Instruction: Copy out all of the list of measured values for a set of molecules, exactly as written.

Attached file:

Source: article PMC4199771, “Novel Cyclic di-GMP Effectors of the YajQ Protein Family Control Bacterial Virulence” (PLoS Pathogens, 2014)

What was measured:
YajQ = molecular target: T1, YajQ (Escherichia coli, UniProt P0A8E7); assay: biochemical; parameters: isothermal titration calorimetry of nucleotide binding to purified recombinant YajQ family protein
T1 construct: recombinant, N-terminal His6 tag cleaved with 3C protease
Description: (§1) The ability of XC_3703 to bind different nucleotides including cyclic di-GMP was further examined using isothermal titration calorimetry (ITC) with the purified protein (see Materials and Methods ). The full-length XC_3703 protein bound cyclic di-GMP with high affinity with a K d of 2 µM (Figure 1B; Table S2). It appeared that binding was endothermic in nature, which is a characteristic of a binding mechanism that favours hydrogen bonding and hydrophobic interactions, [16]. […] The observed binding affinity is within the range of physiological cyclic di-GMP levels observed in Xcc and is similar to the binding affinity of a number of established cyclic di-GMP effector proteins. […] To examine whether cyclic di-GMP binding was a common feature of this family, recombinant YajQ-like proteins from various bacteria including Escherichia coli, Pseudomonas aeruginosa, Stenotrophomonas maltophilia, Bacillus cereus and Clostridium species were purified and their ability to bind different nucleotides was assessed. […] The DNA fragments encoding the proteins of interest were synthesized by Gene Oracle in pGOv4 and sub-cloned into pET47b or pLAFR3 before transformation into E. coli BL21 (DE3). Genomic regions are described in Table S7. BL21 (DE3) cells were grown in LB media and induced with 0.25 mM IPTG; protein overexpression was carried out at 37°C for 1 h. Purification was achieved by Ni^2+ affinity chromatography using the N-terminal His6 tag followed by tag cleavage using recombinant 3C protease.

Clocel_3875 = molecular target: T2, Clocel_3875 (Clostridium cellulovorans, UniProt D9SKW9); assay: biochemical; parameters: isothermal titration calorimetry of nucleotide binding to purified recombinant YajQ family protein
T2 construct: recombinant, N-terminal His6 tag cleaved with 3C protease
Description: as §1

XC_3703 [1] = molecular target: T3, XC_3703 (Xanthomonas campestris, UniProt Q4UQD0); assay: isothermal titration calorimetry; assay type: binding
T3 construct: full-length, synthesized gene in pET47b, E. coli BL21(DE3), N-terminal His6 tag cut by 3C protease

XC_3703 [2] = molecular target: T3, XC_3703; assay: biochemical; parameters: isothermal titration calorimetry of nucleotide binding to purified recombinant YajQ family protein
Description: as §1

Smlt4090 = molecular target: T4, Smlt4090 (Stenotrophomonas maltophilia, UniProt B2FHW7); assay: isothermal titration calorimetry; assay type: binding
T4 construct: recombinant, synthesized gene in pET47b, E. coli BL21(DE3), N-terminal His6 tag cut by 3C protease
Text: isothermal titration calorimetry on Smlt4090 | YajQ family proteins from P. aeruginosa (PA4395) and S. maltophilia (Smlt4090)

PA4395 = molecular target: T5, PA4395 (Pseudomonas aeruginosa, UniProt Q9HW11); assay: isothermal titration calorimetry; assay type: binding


Source: article PMC4199771, “Novel Cyclic di-GMP Effectors of the YajQ Protein Family Control Bacterial Virulence” (PLoS Pathogens, 2014)

What was measured:
YajQ = molecular target: T1, YajQ (Escherichia coli, UniProt P0A8E7); assay: biochemical; parameters: isothermal titration calorimetry of nucleotide binding to purified recombinant YajQ family protein
T1 construct: recombinant, N-terminal His6 tag cleaved with 3C protease
Description: (§1) The ability of XC_3703 to bind different nucleotides including cyclic di-GMP was further examined using isothermal titration calorimetry (ITC) with the purified protein (see Materials and Methods ). The full-length XC_3703 protein bound cyclic di-GMP with high affinity with a K d of 2 µM (Figure 1B; Table S2). It appeared that binding was endothermic in nature, which is a characteristic of a binding mechanism that favours hydrogen bonding and hydrophobic interactions, [16]. […] The observed binding affinity is within the range of physiological cyclic di-GMP levels observed in Xcc and is similar to the binding affinity of a number of established cyclic di-GMP effector proteins. […] To examine whether cyclic di-GMP binding was a common feature of this family, recombinant YajQ-like proteins from various bacteria including Escherichia coli, Pseudomonas aeruginosa, Stenotrophomonas maltophilia, Bacillus cereus and Clostridium species were purified and their ability to bind different nucleotides was assessed. […] The DNA fragments encoding the proteins of interest were synthesized by Gene Oracle in pGOv4 and sub-cloned into pET47b or pLAFR3 before transformation into E. coli BL21 (DE3). Genomic regions are described in Table S7. BL21 (DE3) cells were grown in LB media and induced with 0.25 mM IPTG; protein overexpression was carried out at 37°C for 1 h. Purification was achieved by Ni^2+ affinity chromatography using the N-terminal His6 tag followed by tag cleavage using recombinant 3C protease.

Clocel_3875 = molecular target: T2, Clocel_3875 (Clostridium cellulovorans, UniProt D9SKW9); assay: biochemical; parameters: isothermal titration calorimetry of nucleotide binding to purified recombinant YajQ family protein
T2 construct: recombinant, N-terminal His6 tag cleaved with 3C protease
Description: as §1

XC_3703 [1] = molecular target: T3, XC_3703 (Xanthomonas campestris, UniProt Q4UQD0); assay: isothermal titration calorimetry; assay type: binding
T3 construct: full-length, synthesized gene in pET47b, E. coli BL21(DE3), N-terminal His6 tag cut by 3C protease

XC_3703 [2] = molecular target: T3, XC_3703; assay: biochemical; parameters: isothermal titration calorimetry of nucleotide binding to purified recombinant YajQ family protein
Description: as §1

Smlt4090 = molecular target: T4, Smlt4090 (Stenotrophomonas maltophilia, UniProt B2FHW7); assay: isothermal titration calorimetry; assay type: binding
T4 construct: recombinant, synthesized gene in pET47b, E. coli BL21(DE3), N-terminal His6 tag cut by 3C protease
Text: isothermal titration calorimetry on Smlt4090 | YajQ family proteins from P. aeruginosa (PA4395) and S. maltophilia (Smlt4090)

PA4395 = molecular target: T5, PA4395 (Pseudomonas aeruginosa, UniProt Q9HW11); assay: isothermal titration calorimetry; assay type: binding